Europe

Turkey targets 10,000 social media users in 'terror' probe

Turkish President Recep Tayyip Erdogan speaks to press after visiting police officers wounded in the bomb attacks at Haseki Hospital in Istanbul on 11 December, 2016. Image copyright Getty Images
Image caption The social media crackdown is being seen as an extension of President Erdogan's purge of "anti-government" individuals

Turkey is investigating 10,000 people on suspicion of using social media to support terrorism, its interior ministry has said.

They are accused of insulting government officials online, or what the ministry called "terror-related activity" on the internet.

The ministry said the fight against terrorism was being carried out "with determination" on social media.

The authorities have held 3,710 people for questioning in the last six months.

Of those, 1,656 have been formally arrested and 84 are still being questioned.

'Calculated blackouts'

Access to social media sites like Twitter and Facebook is often blocked in Turkey, especially after bombings.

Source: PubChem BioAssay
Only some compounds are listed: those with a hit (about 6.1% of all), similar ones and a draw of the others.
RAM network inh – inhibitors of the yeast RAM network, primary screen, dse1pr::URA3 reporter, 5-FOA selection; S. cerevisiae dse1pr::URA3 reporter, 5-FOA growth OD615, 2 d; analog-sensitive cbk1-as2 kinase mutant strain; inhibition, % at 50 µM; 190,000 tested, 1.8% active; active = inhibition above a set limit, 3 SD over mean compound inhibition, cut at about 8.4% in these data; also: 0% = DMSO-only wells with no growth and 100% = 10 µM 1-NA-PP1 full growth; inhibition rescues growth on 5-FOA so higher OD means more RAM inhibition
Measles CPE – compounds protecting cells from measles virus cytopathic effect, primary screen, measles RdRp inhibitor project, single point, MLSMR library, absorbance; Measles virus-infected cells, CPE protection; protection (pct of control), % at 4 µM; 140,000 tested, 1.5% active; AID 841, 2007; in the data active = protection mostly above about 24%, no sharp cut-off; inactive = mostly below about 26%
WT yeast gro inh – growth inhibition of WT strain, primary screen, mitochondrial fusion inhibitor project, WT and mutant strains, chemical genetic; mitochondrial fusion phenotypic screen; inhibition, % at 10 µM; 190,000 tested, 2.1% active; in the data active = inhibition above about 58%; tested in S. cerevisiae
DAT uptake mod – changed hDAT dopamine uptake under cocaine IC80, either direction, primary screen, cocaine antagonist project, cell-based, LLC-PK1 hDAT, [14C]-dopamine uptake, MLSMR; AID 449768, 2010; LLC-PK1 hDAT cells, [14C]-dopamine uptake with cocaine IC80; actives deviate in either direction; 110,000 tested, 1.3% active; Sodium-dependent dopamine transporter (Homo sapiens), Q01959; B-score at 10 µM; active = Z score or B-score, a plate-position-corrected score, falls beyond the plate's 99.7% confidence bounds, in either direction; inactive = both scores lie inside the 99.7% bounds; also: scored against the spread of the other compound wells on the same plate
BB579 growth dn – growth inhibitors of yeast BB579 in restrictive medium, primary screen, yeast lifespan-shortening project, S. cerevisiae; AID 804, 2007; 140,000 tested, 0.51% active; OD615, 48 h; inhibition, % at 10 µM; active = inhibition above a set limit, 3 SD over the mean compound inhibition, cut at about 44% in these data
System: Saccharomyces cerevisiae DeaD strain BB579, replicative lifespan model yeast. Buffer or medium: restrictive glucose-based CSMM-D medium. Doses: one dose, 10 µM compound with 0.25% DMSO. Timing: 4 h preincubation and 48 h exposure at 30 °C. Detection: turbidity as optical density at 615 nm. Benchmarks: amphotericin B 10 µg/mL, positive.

Internet monitoring groups believe the outages are calculated blackouts designed to block the spread of militant propaganda.

Turkey denies this, and has blamed past episodes on spikes in internet usage after major events.

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Internet use was severely disrupted after Russia's ambassador to Turkey was shot dead on Monday.

Reports suggest Twitter and YouTube have also slowed down since Thursday, when a video emerged allegedly showing two Turkish soldiers being burned alive by the so-called Islamic State.

Image copyright EPA
Image caption Internet use was disrupted in Turkey after this man killed Andrey Karlov, Russia's ambassador to Ankara
Image copyright AFP/Getty Images
Image caption Turkey's Interior Minister, Suleyman Soylu, speaks to journalists after the ambassador's killing

Activists and foreign powers have raised repeated concerns about repression in Turkey since the summer.

After a coup failed to unseat him in July, President Recep Tayyip Erdogan declared a state of emergency and began purging officials, soldiers, teachers, police and judges who were perceived as "anti-government".

Critics say the president is using the state of emergency to tighten his grip on power and stifle opponents.

Since the attempted coup, more than 150 media outlets have been shut down and 140 journalists arrested.

As of November, more than 125,000 state employees had been sacked or suspended.

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